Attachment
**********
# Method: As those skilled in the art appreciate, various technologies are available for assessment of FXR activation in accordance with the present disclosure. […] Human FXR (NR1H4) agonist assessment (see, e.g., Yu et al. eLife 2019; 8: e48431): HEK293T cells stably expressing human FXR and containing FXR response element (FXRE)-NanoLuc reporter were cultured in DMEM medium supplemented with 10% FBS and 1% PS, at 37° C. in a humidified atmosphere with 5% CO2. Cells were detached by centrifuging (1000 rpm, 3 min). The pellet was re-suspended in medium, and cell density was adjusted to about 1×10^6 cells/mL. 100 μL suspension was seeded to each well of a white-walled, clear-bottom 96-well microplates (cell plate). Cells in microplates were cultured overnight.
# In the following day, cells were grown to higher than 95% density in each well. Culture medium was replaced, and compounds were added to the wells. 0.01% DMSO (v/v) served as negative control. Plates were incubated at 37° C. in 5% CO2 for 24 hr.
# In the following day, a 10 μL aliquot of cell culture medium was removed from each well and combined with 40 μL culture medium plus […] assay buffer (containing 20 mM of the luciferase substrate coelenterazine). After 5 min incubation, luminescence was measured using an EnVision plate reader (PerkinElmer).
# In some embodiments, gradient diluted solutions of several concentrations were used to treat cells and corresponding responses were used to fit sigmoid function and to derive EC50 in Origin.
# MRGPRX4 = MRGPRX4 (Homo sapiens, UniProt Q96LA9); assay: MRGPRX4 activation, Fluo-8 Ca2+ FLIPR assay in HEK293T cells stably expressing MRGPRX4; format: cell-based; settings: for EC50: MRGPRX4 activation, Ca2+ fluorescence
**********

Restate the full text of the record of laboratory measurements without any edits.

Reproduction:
# Method: As those skilled in the art appreciate, various technologies are available for assessment of FXR activation in accordance with the present disclosure. […] Human FXR (NR1H4) agonist assessment (see, e.g., Yu et al. eLife 2019; 8: e48431): HEK293T cells stably expressing human FXR and containing FXR response element (FXRE)-NanoLuc reporter were cultured in DMEM medium supplemented with 10% FBS and 1% PS, at 37° C. in a humidified atmosphere with 5% CO2. Cells were detached by centrifuging (1000 rpm, 3 min). The pellet was re-suspended in medium, and cell density was adjusted to about 1×10^6 cells/mL. 100 μL suspension was seeded to each well of a white-walled, clear-bottom 96-well microplates (cell plate). Cells in microplates were cultured overnight.
# In the following day, cells were grown to higher than 95% density in each well. Culture medium was replaced, and compounds were added to the wells. 0.01% DMSO (v/v) served as negative control. Plates were incubated at 37° C. in 5% CO2 for 24 hr.
# In the following day, a 10 μL aliquot of cell culture medium was removed from each well and combined with 40 μL culture medium plus […] assay buffer (containing 20 mM of the luciferase substrate coelenterazine). After 5 min incubation, luminescence was measured using an EnVision plate reader (PerkinElmer).
# In some embodiments, gradient diluted solutions of several concentrations were used to treat cells and corresponding responses were used to fit sigmoid function and to derive EC50 in Origin.
# MRGPRX4 = MRGPRX4 (Homo sapiens, UniProt Q96LA9); assay: MRGPRX4 activation, Fluo-8 Ca2+ FLIPR assay in HEK293T cells stably expressing MRGPRX4; format: cell-based; settings: for EC50: MRGPRX4 activation, Ca2+ fluorescence